Rural pleasures have their price
Researchers from the University of Newcastle claim to have finally proved what estate agents have always known - a spot of greenery does wonders for property prices. Living next to a wood adds up to 7 per cent to a house's value, the university's countryside change unit said.
The unit has also succeeded in putting a pounds sign on what many consider to be priceless - the beauties of the English countryside. It says that the Yorkshire Dales are worth pounds 42m. With more hay meadows and better-maintained drystone walls, their value would be even higher.
The findings of the countryside change programme, backed by the Economic and Social Research Council, will be launched at a seminar at the Royal Society of Arts in London today. They represent the latest attempt by environmental economists to meet the free market on its own ground, by demonstrating that everything has its price.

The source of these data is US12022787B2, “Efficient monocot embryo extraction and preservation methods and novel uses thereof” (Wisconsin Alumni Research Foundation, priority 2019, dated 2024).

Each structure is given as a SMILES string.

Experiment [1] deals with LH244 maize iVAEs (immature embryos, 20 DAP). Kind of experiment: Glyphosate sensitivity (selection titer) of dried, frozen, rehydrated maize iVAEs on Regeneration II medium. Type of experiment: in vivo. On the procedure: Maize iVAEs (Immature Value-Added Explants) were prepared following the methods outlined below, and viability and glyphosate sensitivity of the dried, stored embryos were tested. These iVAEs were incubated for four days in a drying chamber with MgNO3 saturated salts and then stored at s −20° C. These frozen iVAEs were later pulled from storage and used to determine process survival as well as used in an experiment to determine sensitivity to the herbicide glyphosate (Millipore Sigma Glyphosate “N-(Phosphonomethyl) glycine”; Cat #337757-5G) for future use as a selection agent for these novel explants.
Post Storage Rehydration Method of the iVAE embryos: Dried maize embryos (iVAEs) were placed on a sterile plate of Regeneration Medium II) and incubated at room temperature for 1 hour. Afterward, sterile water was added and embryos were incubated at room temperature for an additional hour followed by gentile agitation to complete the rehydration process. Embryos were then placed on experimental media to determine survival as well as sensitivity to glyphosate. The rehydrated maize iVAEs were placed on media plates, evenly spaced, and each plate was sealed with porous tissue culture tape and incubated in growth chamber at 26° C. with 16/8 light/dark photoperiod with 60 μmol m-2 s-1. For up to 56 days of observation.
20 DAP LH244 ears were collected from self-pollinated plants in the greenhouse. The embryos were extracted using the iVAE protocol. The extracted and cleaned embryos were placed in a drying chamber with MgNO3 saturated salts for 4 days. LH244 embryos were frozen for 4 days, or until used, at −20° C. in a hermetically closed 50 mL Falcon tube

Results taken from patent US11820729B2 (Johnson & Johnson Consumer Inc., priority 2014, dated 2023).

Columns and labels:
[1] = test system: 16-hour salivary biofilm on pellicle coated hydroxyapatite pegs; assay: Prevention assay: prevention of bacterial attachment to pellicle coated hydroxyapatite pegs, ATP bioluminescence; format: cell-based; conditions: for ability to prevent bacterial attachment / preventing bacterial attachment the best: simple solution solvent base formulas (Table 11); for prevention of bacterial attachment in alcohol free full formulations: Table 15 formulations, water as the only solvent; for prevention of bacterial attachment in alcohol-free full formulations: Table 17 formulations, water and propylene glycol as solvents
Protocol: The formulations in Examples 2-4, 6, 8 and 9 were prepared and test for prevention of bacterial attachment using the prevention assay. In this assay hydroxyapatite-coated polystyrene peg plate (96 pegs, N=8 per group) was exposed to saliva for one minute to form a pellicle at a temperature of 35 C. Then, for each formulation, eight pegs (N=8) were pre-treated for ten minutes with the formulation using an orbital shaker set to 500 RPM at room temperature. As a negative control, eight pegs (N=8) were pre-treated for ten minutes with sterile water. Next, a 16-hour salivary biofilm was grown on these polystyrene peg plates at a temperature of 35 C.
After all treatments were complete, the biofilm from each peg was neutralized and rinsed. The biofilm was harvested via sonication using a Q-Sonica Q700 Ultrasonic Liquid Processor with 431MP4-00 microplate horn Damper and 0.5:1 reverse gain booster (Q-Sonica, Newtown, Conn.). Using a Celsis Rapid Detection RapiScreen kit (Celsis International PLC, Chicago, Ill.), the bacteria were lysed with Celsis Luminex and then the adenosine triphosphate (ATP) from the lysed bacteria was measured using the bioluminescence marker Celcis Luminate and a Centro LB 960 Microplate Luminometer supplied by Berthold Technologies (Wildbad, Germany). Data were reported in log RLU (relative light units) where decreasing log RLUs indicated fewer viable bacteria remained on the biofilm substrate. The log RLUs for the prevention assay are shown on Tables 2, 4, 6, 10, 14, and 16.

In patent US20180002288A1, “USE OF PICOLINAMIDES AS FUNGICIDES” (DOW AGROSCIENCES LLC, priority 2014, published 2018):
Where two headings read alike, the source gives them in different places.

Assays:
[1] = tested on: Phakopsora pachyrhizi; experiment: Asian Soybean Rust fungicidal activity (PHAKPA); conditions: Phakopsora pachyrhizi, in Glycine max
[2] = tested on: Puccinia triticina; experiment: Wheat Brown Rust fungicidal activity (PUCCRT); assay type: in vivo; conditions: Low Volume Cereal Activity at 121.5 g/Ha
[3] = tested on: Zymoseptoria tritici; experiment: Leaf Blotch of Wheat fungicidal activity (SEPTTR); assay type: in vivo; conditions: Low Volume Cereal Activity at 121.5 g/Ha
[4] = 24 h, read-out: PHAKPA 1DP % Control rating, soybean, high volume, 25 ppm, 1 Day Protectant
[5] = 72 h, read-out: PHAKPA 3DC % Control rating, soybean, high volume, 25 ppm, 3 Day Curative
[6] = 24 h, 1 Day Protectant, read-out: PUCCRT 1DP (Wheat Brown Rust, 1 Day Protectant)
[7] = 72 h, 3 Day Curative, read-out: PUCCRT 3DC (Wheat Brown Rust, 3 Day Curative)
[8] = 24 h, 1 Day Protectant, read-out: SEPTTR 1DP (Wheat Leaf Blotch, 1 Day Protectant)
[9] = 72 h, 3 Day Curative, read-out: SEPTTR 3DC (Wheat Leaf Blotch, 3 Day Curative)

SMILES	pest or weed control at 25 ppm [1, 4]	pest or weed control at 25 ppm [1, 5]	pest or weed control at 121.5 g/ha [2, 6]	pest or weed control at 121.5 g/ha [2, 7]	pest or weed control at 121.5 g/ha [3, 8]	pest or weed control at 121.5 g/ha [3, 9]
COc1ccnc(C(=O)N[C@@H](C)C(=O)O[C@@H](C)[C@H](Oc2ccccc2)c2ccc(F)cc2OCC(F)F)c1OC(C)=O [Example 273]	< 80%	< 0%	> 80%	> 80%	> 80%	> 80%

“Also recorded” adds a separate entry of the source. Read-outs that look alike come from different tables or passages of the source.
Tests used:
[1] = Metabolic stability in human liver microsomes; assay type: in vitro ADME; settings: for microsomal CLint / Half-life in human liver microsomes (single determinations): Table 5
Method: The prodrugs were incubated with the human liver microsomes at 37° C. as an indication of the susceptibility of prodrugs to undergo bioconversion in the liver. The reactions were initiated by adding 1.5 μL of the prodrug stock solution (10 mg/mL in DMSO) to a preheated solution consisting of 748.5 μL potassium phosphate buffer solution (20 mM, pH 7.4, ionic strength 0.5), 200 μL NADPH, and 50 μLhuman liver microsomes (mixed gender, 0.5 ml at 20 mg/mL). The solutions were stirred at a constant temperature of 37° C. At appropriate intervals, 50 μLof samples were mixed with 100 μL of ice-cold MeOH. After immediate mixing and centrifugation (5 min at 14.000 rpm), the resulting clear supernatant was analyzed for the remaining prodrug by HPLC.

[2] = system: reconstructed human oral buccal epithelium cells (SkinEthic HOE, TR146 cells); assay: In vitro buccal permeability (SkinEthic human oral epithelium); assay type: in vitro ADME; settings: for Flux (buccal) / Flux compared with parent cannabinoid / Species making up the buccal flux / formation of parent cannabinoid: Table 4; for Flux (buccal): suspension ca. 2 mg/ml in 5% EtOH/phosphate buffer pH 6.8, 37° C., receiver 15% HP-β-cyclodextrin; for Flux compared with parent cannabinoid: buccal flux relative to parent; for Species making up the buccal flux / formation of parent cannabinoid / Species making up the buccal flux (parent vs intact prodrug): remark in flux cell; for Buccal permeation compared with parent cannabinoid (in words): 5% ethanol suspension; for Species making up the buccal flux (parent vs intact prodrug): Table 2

Philip Lowe, Professor of Rural Economy at Newcastle, said some might find the idea distasteful. 'The fact remains that if you label something as priceless it will be given zero value because decision makers refuse to give it infinite value. The things that we price from the countryside no one any longer values . . . while the things that we value don't have a price.'
Dr Ken Willis, a director of the unit, said more money should be spent on what people really value in the countryside, such as landscape and wildlife. He argues that things are assigned an 'implicit' monetary value, for example in the level of government grant to such bodies as the Forestry and Countryside commissions.
The unit calculates that pounds 900m should be added to the national income accounts to take account of the landscape and amenity benefits of agriculture and forestry. It says people would be prepared to pay pounds 42m to keep the Dales National Park unchanged. However, the annual recreational value of forestry is put at pounds 8.7m, little more than its pounds 8.5m government amenity.
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